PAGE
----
Hendrix wasn’t at all happy with where his career was going because whether he was working in a recording studio or performing with a band, no one was allowing him to release his potential. It’s difficult finding a band that allows the guitarist to be the star. Jimi wanted to show off his electric guitar playing skills which included playing it with his teeth, playing it behind his head, playing it upside down, and playing it with one hand, but he was told to step back and let the lead singer be the star. He even smashed his guitar on stage and lit it on fire, decades before other artists did it. The more Jimi was being held back the worse he became psychologically so alcohol and drugs were what he used to cope. For two years he went from one band to the next usually in Los Angeles or New York City. The entire time he was being hit with lawsuits from his previous employers, but he didn’t care, he had no money for them to take.
One night a band member from the London musical group Cream, heard Jimi play at a small venue. He told other people about it like Eric Clapton and Mick Jagger so Hendrix was invited to London so they could hear him play. He became a huge hit over there, unlike in the U.S., so his manager put together a band that starred Jimi and it was called: The Jimi Hendrix Experience and his first album was recorded. His first two songs, “Hey Joe,” and “Purple Haze,” were huge hits. He was just 24 years-old at the time.
After two years of success in touring around Europe, Jimi made his way home because he was missing his friends and family and he had to know if he could be successful in the U.S.. Keep in mind that it wasn’t that Hendrix’ records were all that successful, it’s that he was filling up concerts because everyone wanted to see him play, not exactly hear him sing. He was a phenomenal performer.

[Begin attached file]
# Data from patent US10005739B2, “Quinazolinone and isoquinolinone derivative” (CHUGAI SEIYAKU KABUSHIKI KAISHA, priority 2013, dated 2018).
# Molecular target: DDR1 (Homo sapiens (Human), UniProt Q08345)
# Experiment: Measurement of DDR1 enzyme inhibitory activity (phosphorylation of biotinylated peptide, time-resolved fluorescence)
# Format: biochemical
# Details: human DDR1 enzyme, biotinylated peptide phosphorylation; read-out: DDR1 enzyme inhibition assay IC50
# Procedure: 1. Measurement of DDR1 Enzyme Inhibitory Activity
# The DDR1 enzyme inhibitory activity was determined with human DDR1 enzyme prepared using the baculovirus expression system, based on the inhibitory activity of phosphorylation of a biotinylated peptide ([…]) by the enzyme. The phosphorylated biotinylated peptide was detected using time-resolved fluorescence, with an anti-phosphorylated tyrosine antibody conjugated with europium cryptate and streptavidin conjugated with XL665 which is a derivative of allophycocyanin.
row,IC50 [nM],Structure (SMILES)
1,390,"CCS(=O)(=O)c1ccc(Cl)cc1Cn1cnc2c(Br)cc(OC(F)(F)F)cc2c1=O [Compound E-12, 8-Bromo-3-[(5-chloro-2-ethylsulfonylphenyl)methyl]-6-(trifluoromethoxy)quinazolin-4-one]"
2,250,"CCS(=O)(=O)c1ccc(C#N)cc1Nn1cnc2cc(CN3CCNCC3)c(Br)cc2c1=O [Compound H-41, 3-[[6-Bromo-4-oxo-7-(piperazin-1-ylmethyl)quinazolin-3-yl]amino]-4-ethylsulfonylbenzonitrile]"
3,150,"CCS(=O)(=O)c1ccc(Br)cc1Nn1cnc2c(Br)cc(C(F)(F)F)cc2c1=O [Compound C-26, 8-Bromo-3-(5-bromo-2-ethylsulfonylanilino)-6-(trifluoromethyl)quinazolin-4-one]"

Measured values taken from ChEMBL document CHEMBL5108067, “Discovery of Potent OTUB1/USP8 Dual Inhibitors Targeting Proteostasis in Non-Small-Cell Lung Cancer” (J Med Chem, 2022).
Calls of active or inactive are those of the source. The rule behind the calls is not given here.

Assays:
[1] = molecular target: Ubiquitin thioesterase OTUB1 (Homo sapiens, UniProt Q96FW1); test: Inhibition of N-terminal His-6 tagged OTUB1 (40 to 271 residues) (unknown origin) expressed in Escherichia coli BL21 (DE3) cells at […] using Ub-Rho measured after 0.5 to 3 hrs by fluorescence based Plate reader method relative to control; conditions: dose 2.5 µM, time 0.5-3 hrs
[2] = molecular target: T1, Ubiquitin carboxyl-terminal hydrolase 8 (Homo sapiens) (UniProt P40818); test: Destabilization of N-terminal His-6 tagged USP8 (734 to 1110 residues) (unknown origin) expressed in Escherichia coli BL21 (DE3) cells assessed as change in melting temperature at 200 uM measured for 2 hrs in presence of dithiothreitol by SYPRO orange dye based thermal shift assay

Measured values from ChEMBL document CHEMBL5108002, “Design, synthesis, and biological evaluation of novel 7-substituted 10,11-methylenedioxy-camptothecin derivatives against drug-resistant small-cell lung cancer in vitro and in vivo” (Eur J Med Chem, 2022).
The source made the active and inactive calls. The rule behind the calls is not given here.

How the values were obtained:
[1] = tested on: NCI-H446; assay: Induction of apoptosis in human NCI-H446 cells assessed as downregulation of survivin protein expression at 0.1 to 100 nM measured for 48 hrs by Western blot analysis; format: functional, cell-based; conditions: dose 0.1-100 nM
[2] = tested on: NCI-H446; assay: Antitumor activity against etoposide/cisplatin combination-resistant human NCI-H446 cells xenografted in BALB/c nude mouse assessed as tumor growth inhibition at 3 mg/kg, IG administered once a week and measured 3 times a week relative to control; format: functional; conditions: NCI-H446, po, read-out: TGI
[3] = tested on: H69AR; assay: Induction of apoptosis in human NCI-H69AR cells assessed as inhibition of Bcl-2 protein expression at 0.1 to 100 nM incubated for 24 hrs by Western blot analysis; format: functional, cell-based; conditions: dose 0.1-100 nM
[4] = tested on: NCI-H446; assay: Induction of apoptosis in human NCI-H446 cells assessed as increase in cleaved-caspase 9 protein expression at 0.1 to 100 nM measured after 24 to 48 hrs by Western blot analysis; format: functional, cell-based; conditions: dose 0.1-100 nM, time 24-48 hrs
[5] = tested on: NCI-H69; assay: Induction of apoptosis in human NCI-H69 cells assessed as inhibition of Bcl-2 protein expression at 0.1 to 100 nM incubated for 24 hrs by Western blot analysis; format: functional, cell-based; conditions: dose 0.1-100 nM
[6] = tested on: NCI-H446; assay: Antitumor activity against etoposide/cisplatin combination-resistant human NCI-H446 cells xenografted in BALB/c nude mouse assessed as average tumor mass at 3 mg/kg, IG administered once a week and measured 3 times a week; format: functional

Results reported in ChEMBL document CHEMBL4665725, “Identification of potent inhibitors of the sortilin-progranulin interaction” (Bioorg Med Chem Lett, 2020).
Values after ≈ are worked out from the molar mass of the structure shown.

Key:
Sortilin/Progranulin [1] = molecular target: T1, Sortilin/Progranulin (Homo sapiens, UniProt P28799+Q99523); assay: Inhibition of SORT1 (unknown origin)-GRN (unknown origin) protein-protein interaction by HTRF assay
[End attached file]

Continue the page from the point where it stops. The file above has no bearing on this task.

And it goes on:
What he needed was a great opportunity to relaunch in the U.S. market and the event to perform at was the “Monterey Music Festival,” which included pretty much all the top groups. Since Jimi wasn’t popular in the U.S., it took Paul McCartney telling the event organizers that they needed Hendrix to make it a successful event, so they obliged.
The crowd went crazy for Hendrix during the festival and his band got the opportunity to be the opening act for Jefferson Airplane when something amazing happened. At each of the concerts the audiences didn’t want Hendrix to leave the stage so during the fifth concert they changed the billing and had Jefferson Airplane open for Hendrix. I don't think this has happened since in the music industry.
Jimi was getting burned out, so he moved back to London where he got the call to perform at Woodstock. In 1969, he was the highest earning rock musician, but he didn’t have much to show for it as people had taken advantage of him. Many people borrowed money they never paid back, he was constantly paying attorneys to address lawsuits regarding recording contracts, and he was given bad investment advice.
After a short trip to the U.S., Hendrix flew back to London to live with his girlfriend. He put on a few shows but just dabbled in performing when he felt motivated. He said that the music business wasn’t what he’d hoped. He wanted to grow as an artist and try out new things, but everyone wanted him to stay where he was musically because it was bringing in the crowds. He stated that he glossed over the word “business,” when it came to the "music," business and had just dreamed of performing without giving much thought to the junk that came with it. Having money wasn’t what he’d hoped and he felt less stress when he was just getting by and no one wanted a piece of him..
It was when he lived in London that at the age of 27, he died from an accidental drug overdose. A few weeks later another superstar who performed at Woodstock, Janis Joplin, also died at the age of 27 from a drug overdose. Neither case was determined to be suicide, just accidental overdoses.
It’s been around 50 years since Jimi’s death, and it would be difficult to find anyone who didn’t think that watching him perform wasn’t one of the greatest experiences of their lives. This post on Hendrix just scratches the surface so if you’re interested in learning more, Netflix has a documentary of his life including a lot of his live performances which is truly the only way to know just how tragic it was that he died at such a young age.